Three tips for setting a new routine that helps you avoid emotional eating traps
Have you felt as if emotional eating has taken a hold lately?
Perhaps you’ve noticed you are eating past the point of fullness, or snacking when not hungry, on a more frequent basis than you were previously. Or perhaps it’s not the frequency but rather the amount you find you are eating – suddenly you are eating in cycles that feel like binging – you’re eating normal amounts and in response to hunger cues when at work, but weeknights and weekends are a different story.
Everyone has a different threshold that has to be crossed for them to feel like they have ventured into the territory of emotional eating once again but the same sentiment is usually behind it: a lack of control, and a return of those negative feelings of guilt, shame and self-criticism.
At the end of the day, some days we will eat more and some days we will eat less. We aren’t actually programmed to eat the exact same caloric amount and the exact same foods at the exact same times every day – this is a myth that has gained momentum over time, thanks to the societal norms of mealtimes and doctor-recommended caloric averages each day.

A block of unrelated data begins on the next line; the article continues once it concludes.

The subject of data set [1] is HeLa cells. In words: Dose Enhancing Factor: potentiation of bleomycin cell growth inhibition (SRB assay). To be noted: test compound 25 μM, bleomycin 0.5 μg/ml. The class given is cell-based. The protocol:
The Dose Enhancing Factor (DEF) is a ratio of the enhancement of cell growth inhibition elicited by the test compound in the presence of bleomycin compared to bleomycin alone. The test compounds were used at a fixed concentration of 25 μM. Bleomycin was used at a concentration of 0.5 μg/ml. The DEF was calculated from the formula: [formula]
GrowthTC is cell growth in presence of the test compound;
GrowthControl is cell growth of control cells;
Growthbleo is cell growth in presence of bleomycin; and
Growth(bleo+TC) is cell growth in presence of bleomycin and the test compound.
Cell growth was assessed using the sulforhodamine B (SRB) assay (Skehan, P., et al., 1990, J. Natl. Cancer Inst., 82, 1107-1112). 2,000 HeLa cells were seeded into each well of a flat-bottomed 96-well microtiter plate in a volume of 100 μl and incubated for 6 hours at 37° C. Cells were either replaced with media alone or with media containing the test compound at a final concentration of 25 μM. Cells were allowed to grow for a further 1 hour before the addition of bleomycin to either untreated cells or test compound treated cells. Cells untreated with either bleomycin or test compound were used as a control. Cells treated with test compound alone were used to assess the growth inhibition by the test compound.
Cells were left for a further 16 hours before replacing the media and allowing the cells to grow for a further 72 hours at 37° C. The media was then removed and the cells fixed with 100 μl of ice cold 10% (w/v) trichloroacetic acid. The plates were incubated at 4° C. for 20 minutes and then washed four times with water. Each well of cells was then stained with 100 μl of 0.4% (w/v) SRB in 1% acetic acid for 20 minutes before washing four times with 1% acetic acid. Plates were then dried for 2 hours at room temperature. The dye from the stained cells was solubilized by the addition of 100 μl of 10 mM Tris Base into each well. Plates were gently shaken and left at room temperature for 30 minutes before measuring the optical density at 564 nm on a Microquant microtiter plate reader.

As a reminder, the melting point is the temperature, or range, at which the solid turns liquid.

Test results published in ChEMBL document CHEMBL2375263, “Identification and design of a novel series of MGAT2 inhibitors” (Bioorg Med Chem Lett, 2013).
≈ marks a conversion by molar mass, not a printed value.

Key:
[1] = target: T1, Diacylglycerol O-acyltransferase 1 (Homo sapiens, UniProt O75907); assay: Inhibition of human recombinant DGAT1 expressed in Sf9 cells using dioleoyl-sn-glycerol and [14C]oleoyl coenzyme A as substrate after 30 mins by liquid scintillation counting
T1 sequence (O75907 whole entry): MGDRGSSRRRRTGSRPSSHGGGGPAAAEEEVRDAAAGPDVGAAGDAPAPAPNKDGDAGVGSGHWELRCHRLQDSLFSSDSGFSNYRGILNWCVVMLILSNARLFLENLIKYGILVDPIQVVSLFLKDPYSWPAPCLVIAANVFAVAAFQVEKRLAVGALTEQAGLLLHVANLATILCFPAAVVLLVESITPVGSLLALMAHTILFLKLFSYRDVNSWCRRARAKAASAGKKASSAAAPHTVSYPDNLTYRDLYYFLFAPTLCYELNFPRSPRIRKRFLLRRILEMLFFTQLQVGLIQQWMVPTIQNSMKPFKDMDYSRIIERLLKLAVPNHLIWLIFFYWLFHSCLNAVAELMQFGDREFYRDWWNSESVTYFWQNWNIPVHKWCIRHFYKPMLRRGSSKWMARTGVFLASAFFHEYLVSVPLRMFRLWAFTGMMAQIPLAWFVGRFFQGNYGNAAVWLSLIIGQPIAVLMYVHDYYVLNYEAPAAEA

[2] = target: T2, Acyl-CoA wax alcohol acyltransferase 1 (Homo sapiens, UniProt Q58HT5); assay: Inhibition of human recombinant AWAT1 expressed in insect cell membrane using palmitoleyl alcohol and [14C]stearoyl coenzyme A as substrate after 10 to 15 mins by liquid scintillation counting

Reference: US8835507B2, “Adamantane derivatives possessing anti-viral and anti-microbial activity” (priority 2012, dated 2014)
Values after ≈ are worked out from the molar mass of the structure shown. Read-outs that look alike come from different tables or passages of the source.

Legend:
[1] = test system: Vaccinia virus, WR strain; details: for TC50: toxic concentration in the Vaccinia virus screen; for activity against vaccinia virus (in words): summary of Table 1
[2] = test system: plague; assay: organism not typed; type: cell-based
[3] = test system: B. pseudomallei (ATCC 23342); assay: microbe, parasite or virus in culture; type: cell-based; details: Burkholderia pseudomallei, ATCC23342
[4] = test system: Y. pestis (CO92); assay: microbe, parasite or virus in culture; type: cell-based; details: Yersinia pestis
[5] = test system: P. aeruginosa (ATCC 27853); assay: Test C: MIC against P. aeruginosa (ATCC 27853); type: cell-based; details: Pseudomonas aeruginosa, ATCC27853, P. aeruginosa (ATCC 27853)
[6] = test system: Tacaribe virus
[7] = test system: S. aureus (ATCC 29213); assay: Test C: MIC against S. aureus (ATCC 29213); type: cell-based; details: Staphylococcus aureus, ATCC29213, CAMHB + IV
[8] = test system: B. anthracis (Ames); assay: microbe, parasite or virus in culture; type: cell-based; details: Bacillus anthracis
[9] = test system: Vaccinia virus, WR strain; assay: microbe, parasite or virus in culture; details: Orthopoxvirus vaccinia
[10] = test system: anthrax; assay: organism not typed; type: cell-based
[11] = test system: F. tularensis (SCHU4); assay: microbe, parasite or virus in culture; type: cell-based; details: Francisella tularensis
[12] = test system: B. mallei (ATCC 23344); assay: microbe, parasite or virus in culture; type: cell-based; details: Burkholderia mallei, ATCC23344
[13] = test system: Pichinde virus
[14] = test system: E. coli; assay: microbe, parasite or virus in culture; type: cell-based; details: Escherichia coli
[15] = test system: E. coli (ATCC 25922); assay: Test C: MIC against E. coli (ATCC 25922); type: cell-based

However, these recommended calorie intake guidelines are based on weekly intake, and simply divided by seven to help give a daily amount. Who’s to say how you divide these up?
In any case, it isn’t pleasant when emotional eating patterns return. I highly recommend talking with a friend, a coach or a therapist if you find they return and persist, so you can do the work to get to the bottom of why these patterns have returned, and in doing so help prevent them returning again.
In the meantime while you explore that work, there are a few tips I wanted to share to help you halt these patterns in their tracks, to avoid emotional eating taking a hold over your life.
- Disrupt yourself.
A mentor of mine used this phrase when talking to me recently and I love it. Disruption is a big buzzword in recent years – in my day job, working in marketing, it’s often used to describe new products or services that are changing an industry.
Think of disrupting yourself as changing your own industry. Clearly the way you are living isn’t working if it is allowing these emotional eating patterns to creep back in. While you do need to explore why this is happening on a deeper level, as mentioned above, one thing is for sure: something has to change.
So disrupt yourself! Identify when the emotional eating is happening the most: is it at night? After lunch? At home, or at work? When you are out or after you have talked to a certain person? Once you have identified the common thread, change it. Eliminate it, reschedule it, or start to assess it (if it’s something less easily changed, such as your job). Look at anything you can do to disrupt your current pattern.
2. Change your environment.